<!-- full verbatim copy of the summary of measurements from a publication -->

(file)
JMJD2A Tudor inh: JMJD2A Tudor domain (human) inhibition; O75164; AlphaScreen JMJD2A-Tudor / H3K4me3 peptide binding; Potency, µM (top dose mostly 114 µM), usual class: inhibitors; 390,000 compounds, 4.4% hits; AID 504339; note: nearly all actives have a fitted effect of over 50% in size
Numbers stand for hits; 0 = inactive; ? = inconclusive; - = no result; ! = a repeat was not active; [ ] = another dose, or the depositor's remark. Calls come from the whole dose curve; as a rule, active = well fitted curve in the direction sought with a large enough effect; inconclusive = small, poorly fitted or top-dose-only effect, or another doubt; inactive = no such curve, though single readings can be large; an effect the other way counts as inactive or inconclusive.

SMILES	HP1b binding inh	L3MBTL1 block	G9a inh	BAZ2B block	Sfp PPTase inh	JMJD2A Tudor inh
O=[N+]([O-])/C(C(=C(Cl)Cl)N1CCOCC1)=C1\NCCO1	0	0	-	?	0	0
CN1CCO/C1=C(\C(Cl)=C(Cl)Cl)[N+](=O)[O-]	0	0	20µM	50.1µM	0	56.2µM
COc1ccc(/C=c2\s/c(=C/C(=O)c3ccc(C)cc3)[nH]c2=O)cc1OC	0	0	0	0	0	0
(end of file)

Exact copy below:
JMJD2A Tudor inh: JMJD2A Tudor domain (human) inhibition; O75164; AlphaScreen JMJD2A-Tudor / H3K4me3 peptide binding; Potency, µM (top dose mostly 114 µM), usual class: inhibitors; 390,000 compounds, 4.4% hits; AID 504339; note: nearly all actives have a fitted effect of over 50% in size
Numbers stand for hits; 0 = inactive; ? = inconclusive; - = no result; ! = a repeat was not active; [ ] = another dose, or the depositor's remark. Calls come from the whole dose curve; as a rule, active = well fitted curve in the direction sought with a large enough effect; inconclusive = small, poorly fitted or top-dose-only effect, or another doubt; inactive = no such curve, though single readings can be large; an effect the other way counts as inactive or inconclusive.

SMILES	HP1b binding inh	L3MBTL1 block	G9a inh	BAZ2B block	Sfp PPTase inh	JMJD2A Tudor inh
O=[N+]([O-])/C(C(=C(Cl)Cl)N1CCOCC1)=C1\NCCO1	0	0	-	?	0	0
CN1CCO/C1=C(\C(Cl)=C(Cl)Cl)[N+](=O)[O-]	0	0	20µM	50.1µM	0	56.2µM
COc1ccc(/C=c2\s/c(=C/C(=O)c3ccc(C)cc3)[nH]c2=O)cc1OC	0	0	0	0	0	0